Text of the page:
• The Publishing Post

Living Pride in Lockdown: An Interview with Nathaniel Kunitsky from Knight Errant Press


Knight Errant Press is an independent publisher based in Scotland that promotes marginalised voices in a variety of formats. As part of our new series of interviews, Angie interviewed its Publishing Director, Nathaniel Kunitsky, about his experience running a publishing press during a Pride Month spent in lockdown.


AC: Thank you for being here today! How did your plans for celebrating Pride change this year?


NK: On a practical level, we were planning to launch the Kickstarter for Volume 2 of our gender anthology and it’s disappointing to have missed that opportunity. There would have been a lot of traction surrounding Pride Month and having events cancelled limited promotion. As a predominantly Queer press, though, it’s hard to celebrate Pride because we celebrate it year-round. However, since the physical events didn’t happen, it feels like Pride Month didn’t happen either. If you are part of a particular bubble online, LGBTQ+ topics are always talked about. I felt there was more online harassment this year, unfortunately, which hasn’t made it feel like a very good Pride Month.


AC: What sets you apart from other mainstream publishers?


NK: We look out specifically for marginalised voices. We don’t require people to tick boxes of what group they belong to but we prioritise certain voices over others. We don’t publish commercial fiction; other parameters are important to us, such as representation in the story or representation of the author in terms of identity and experience. We also do workshops, which aren’t motivated by wanting to recruit writers. Their aim is to develop writers and give them the courage to submit to places like us. We give people more feedback than major publishers, as we don’t work on the assumption that authors already know how to submit work and if everything isn’t perfect then it’s their fault. I try to make sure the authors’ experiences with us are positive because we can’t offer big advances and we don’t have the same scope for distribution. We strive to offer a positive working experience to improve their work and self-esteem, and to make sure the book reaches people.


AC: How do you think your workflow will change after the Covid emergency is over?


NK: We all work from home and on a voluntary basis, so apart from the anxieties surrounding Covid, I’ve actually been able to dedicate more time to our projects. I think the biggest change is that we’ll try to be more present online. We’ll be reconsidering the necessity of live events; they’re still beneficial in terms of sales but having been to other online events, I don’t think they’re a necessity anymore. Maybe it’s something we’ve been missing out on – being able to connect to readers who can’t go to Edinburgh or Glasgow. We also realised we wouldn’t have the funds to print a lot this year, so we looked into producing ebooks and making print books available digitally. Being volunteer-based, we depend on how people are feeling. This means we naturally set up more flexible events, such as our Kickstarter, rather than multiple pre-planned events other publishers may host.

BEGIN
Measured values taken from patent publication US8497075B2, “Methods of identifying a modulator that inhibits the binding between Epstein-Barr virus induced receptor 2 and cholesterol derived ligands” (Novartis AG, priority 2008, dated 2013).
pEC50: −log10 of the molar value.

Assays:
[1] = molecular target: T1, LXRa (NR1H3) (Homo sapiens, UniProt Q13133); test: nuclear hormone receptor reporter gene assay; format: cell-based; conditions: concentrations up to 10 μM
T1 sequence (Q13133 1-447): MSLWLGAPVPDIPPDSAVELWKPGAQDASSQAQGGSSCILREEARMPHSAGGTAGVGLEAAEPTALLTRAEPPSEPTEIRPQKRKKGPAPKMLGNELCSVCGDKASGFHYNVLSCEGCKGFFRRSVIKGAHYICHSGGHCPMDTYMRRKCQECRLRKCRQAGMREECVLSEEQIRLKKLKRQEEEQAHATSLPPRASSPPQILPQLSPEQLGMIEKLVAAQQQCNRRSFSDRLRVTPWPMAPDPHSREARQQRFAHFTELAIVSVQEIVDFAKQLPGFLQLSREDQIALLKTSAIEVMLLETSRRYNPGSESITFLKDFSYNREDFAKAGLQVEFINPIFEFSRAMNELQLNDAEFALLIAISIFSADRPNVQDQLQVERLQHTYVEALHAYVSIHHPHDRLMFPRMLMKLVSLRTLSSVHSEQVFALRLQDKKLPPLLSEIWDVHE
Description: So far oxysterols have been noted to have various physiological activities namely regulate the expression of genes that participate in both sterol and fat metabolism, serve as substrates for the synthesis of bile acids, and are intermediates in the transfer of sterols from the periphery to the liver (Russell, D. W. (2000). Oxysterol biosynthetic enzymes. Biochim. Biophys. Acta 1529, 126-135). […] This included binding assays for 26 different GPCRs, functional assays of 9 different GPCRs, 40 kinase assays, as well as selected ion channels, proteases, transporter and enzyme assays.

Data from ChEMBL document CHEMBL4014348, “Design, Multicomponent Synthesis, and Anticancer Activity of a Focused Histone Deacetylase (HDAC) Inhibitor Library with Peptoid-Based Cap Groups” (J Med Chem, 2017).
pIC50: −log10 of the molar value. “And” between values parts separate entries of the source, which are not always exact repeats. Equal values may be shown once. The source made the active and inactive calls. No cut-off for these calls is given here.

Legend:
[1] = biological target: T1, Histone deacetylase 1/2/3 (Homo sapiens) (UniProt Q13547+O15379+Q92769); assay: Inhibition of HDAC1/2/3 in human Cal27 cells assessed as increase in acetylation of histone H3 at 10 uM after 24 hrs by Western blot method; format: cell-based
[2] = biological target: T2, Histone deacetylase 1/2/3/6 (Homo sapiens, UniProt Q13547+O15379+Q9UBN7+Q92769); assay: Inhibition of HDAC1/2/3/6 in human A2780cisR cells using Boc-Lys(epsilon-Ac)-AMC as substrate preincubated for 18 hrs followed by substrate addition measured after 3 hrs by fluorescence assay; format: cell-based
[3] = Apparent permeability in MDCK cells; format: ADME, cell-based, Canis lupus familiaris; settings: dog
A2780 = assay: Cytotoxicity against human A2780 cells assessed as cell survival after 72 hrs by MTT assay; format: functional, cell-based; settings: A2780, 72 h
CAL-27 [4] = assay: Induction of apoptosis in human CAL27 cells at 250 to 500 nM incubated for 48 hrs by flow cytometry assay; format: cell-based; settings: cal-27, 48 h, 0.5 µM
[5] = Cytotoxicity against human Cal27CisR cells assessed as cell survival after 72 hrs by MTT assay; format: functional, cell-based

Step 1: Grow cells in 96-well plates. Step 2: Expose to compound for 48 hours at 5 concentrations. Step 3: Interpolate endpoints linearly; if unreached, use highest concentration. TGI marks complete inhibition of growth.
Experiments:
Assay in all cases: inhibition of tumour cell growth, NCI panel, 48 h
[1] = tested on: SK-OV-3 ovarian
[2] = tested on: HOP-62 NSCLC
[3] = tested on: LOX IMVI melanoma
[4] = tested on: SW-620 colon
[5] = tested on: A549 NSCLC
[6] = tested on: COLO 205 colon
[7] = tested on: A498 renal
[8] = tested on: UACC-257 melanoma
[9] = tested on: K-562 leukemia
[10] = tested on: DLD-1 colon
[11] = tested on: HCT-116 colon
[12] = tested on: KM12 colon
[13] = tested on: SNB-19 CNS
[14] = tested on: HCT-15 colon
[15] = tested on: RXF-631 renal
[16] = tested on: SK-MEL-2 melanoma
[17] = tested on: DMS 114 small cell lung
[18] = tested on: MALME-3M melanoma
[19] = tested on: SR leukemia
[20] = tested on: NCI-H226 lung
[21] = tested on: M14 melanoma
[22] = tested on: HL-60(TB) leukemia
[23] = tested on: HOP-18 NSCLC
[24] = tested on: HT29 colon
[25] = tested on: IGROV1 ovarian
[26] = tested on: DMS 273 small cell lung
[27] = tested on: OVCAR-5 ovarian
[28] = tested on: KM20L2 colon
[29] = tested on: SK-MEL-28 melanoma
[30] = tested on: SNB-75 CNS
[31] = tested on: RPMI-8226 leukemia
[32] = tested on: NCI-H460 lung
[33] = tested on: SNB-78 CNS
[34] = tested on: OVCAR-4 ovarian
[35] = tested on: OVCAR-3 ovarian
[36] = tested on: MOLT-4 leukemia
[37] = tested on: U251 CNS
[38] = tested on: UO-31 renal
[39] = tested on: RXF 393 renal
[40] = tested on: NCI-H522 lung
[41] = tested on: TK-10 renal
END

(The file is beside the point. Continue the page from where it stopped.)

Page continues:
AC: What has Covid uncovered about the publishing industry as a whole?


NK: I think it was quite upsetting that a lot of publishers continued to release books despite publicity events being cancelled, which will affect sales. Any negative results are the fault of the publisher because they weren’t fast enough to adapt, but they’ll judge authors based on the sales of their book. It seemed like bigger publishers were the least likely to change their publication dates, so what could have been a bestseller maybe wasn’t because the author was unable to carry out all the publicity they could have. It was quite an eye-opener in terms of the inequality in publishing.


The Rethinking Diversity in Publishing report also came out during Covid, which made an interesting read. We all knew publishing was very elitist, but I think that during Covid there’s been more pressure for change. Hopefully, this will be an engine for change but I’m not holding my breath, as these structural changes always come from the margins of the industry rather than “from the inside out.”


AC: Name one book you read during “Pride Inside” and one book you would recommend to our readers.


NK: I’ve been reading Christine Burn’s Pressing Matters. It’s available online and it’s a two-part memoir based around the “Press for Change” campaign, creating the Gender Recognition Act of 2004 and how supporters campaigned for trans people’s rights to be enshrined in British law.


I’d recommend Juno Roche’s Gender Explorers. It’s a collection of interviews with people from Gendered Intelligence who hold afternoon sessions and weekend camps to allow young trans people to socialise. It also includes interviews with their parents, which show a change in attitude in raising children – very enlightening.


Knight Errant is a micro press established in 2017, publishing unapologetically queer and intersectional stories. They prioritise marginalised voices and inclusivity. You can follow them on Twitter @KnightErrantPub.